Not only are upstream and downstream production operations being outsourced to a greater degree, but so are upstream process development (9.4% of PD, up from 4.2% in 2010) and downstream process development (7.7% this year, up from 5.5% in 2010). These process development areas have long been considered core in-house activities, and while outsourcing of these activities remains fairly low, it is significant to see these increases occurring. (Outsourcing of design of experiments is another example, with 7% of these operations estimated being outsourced this year, up from <5% in each of the previous three years.)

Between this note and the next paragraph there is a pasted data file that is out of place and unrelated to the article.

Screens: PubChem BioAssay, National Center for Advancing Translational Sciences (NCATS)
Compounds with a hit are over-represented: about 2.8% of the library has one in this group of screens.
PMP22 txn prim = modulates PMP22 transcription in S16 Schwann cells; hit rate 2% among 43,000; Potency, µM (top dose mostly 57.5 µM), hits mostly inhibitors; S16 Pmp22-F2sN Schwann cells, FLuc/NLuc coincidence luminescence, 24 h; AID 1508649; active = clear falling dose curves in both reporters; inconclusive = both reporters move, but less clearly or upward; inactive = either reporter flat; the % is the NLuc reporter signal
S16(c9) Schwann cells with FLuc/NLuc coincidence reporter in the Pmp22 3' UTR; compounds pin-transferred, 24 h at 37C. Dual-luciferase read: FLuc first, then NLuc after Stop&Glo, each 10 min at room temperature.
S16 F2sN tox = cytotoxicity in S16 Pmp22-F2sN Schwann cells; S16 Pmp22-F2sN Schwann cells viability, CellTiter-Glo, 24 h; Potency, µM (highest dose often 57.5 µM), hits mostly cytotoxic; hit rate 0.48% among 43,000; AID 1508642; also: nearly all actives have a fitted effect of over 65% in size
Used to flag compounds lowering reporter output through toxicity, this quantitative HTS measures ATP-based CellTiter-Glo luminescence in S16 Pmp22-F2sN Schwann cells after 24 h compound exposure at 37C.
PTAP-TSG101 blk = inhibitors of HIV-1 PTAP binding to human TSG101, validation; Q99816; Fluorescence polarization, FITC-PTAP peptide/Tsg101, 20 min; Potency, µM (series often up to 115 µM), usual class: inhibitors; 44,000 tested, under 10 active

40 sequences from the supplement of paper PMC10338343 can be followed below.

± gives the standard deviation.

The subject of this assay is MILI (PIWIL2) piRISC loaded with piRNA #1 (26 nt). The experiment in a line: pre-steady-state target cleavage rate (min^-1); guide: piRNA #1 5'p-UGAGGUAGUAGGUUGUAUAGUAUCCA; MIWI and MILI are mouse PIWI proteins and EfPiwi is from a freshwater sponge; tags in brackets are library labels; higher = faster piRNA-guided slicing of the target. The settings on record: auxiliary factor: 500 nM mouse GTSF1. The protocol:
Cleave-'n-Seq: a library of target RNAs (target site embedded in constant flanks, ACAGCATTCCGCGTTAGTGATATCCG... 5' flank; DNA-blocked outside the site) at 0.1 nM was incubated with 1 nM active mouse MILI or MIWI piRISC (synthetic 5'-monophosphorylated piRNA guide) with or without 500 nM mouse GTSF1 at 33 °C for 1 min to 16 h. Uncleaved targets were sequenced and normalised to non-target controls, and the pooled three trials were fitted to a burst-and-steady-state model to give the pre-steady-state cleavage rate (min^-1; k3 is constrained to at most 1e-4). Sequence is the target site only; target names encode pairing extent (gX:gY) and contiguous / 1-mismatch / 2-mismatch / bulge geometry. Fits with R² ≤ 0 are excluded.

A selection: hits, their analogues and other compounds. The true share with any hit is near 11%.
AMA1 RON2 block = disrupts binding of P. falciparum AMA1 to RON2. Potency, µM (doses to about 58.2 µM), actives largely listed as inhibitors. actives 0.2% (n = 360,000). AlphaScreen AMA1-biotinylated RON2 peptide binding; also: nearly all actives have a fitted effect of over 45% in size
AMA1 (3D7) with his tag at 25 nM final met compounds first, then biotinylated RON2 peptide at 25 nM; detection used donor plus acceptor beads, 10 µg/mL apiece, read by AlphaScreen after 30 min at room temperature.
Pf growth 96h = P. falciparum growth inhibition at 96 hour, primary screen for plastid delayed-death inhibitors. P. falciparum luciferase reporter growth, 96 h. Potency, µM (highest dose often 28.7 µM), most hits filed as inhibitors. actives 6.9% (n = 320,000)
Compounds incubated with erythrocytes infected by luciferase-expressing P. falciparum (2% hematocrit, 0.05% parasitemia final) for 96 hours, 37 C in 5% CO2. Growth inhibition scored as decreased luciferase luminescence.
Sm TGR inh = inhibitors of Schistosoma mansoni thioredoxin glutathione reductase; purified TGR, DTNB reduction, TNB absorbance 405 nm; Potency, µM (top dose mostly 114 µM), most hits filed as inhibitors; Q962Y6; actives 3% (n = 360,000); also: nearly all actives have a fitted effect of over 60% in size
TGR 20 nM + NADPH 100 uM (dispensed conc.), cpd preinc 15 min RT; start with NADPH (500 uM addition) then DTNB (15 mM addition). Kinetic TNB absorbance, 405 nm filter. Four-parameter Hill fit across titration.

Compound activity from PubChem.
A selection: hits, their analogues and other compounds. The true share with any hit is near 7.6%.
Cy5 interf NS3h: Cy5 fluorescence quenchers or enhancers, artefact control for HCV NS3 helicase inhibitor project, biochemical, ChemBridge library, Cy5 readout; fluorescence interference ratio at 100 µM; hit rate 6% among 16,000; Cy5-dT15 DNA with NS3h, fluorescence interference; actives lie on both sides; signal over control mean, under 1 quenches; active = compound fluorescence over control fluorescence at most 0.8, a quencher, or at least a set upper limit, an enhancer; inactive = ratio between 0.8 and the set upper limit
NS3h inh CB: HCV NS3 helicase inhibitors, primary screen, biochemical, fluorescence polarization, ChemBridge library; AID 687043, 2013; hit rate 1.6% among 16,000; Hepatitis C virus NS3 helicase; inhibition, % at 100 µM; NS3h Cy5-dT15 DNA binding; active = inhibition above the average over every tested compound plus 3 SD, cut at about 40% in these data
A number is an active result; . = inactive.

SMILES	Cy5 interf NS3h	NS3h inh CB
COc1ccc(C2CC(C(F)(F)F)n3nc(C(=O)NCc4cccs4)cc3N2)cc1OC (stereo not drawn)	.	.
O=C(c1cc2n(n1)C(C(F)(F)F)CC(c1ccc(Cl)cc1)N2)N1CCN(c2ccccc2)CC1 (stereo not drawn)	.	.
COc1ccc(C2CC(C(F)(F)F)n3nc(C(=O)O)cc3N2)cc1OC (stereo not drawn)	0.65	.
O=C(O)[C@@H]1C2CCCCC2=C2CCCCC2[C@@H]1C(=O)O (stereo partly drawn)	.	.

It’s also worth noting that for most of these core activities (upstream and downstream production operations, process development), the proportion of biomanufacturers outsourcing them has not measurably increased. What this suggests is that while some in the industry remain reticent about outsourcing activities considered too core to their businesses, those who are doing so are happy with the results and are more heavily outsourcing those activities this year.
Future Outsourcing Trends
Each year, we also ask respondents to identify outsourcing activities that will be done at significantly higher levels at their facility over the following 24 months. Here again we see some very interesting dynamics at play.